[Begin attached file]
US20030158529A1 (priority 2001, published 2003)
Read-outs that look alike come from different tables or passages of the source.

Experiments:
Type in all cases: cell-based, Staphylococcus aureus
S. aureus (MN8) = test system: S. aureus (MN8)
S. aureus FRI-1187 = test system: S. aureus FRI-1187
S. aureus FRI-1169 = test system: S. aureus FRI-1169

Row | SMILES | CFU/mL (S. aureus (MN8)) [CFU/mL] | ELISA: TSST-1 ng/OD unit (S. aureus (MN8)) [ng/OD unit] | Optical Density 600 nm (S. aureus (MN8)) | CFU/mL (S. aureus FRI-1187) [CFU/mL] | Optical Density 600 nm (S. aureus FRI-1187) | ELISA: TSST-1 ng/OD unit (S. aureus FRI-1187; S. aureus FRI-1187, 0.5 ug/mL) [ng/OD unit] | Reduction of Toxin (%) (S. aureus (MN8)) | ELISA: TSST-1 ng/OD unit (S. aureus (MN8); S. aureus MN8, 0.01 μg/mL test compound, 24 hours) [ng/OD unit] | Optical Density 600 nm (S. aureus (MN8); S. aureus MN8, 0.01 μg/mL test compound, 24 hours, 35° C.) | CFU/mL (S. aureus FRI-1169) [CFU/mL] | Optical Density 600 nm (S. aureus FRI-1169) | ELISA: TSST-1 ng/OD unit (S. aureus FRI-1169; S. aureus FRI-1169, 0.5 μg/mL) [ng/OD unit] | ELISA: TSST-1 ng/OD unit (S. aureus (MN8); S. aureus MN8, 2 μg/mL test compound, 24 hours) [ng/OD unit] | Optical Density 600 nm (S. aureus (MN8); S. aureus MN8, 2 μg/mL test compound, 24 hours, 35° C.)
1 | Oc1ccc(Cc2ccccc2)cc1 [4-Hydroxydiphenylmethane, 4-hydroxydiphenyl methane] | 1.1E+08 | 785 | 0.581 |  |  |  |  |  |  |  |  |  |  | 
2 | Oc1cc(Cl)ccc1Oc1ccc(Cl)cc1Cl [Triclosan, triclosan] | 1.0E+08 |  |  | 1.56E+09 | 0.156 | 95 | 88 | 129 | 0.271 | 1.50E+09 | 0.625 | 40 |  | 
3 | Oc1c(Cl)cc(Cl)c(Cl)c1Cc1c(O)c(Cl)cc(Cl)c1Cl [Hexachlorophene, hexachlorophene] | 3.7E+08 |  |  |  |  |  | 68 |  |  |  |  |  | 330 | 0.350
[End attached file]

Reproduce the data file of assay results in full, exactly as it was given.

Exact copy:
US20030158529A1 (priority 2001, published 2003)
Read-outs that look alike come from different tables or passages of the source.

Experiments:
Type in all cases: cell-based, Staphylococcus aureus
S. aureus (MN8) = test system: S. aureus (MN8)
S. aureus FRI-1187 = test system: S. aureus FRI-1187
S. aureus FRI-1169 = test system: S. aureus FRI-1169

Row | SMILES | CFU/mL (S. aureus (MN8)) [CFU/mL] | ELISA: TSST-1 ng/OD unit (S. aureus (MN8)) [ng/OD unit] | Optical Density 600 nm (S. aureus (MN8)) | CFU/mL (S. aureus FRI-1187) [CFU/mL] | Optical Density 600 nm (S. aureus FRI-1187) | ELISA: TSST-1 ng/OD unit (S. aureus FRI-1187; S. aureus FRI-1187, 0.5 ug/mL) [ng/OD unit] | Reduction of Toxin (%) (S. aureus (MN8)) | ELISA: TSST-1 ng/OD unit (S. aureus (MN8); S. aureus MN8, 0.01 μg/mL test compound, 24 hours) [ng/OD unit] | Optical Density 600 nm (S. aureus (MN8); S. aureus MN8, 0.01 μg/mL test compound, 24 hours, 35° C.) | CFU/mL (S. aureus FRI-1169) [CFU/mL] | Optical Density 600 nm (S. aureus FRI-1169) | ELISA: TSST-1 ng/OD unit (S. aureus FRI-1169; S. aureus FRI-1169, 0.5 μg/mL) [ng/OD unit] | ELISA: TSST-1 ng/OD unit (S. aureus (MN8); S. aureus MN8, 2 μg/mL test compound, 24 hours) [ng/OD unit] | Optical Density 600 nm (S. aureus (MN8); S. aureus MN8, 2 μg/mL test compound, 24 hours, 35° C.)
1 | Oc1ccc(Cc2ccccc2)cc1 [4-Hydroxydiphenylmethane, 4-hydroxydiphenyl methane] | 1.1E+08 | 785 | 0.581 |  |  |  |  |  |  |  |  |  |  | 
2 | Oc1cc(Cl)ccc1Oc1ccc(Cl)cc1Cl [Triclosan, triclosan] | 1.0E+08 |  |  | 1.56E+09 | 0.156 | 95 | 88 | 129 | 0.271 | 1.50E+09 | 0.625 | 40 |  | 
3 | Oc1c(Cl)cc(Cl)c(Cl)c1Cc1c(O)c(Cl)cc(Cl)c1Cl [Hexachlorophene, hexachlorophene] | 3.7E+08 |  |  |  |  |  | 68 |  |  |  |  |  | 330 | 0.350